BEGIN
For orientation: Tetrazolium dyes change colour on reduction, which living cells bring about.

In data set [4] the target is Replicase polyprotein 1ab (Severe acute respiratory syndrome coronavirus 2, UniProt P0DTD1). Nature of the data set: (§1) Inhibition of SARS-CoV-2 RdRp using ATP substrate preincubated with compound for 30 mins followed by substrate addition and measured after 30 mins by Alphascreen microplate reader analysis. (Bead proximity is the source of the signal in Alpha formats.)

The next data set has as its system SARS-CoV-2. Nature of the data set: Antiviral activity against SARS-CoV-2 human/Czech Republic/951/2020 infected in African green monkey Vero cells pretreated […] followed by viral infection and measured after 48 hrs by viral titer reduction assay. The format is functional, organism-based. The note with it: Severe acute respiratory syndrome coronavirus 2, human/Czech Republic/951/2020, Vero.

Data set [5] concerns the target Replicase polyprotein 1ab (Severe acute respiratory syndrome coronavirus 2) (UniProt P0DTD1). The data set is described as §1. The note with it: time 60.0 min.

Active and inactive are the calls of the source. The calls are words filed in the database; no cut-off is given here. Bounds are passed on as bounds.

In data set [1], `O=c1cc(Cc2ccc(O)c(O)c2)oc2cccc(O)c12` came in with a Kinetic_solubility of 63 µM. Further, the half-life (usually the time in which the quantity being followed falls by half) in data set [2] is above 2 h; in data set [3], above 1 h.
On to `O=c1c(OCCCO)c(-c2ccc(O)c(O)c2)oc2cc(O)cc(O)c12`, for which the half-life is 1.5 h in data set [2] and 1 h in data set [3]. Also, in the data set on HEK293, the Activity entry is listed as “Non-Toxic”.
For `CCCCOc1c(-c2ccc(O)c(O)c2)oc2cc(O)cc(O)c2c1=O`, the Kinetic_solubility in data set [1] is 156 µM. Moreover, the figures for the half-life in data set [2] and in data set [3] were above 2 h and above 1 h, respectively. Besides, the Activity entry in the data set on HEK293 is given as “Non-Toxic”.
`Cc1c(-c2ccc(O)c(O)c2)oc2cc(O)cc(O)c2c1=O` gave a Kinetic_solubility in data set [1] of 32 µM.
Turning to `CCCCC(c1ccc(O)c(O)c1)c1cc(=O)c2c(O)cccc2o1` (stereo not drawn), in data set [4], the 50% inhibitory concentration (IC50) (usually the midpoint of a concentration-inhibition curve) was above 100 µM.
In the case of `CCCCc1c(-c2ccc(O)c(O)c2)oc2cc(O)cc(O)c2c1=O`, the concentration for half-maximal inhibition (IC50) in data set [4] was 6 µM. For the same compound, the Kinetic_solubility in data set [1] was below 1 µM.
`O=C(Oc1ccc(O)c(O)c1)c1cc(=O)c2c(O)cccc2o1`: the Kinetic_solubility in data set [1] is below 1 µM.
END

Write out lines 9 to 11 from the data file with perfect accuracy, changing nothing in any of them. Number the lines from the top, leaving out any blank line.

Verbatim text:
`Cc1c(-c2ccc(O)c(O)c2)oc2cc(O)cc(O)c2c1=O` gave a Kinetic_solubility in data set [1] of 32 µM.
Turning to `CCCCC(c1ccc(O)c(O)c1)c1cc(=O)c2c(O)cccc2o1` (stereo not drawn), in data set [4], the 50% inhibitory concentration (IC50) (usually the midpoint of a concentration-inhibition curve) was above 100 µM.
In the case of `CCCCc1c(-c2ccc(O)c(O)c2)oc2cc(O)cc(O)c2c1=O`, the concentration for half-maximal inhibition (IC50) in data set [4] was 6 µM. For the same compound, the Kinetic_solubility in data set [1] was below 1 µM.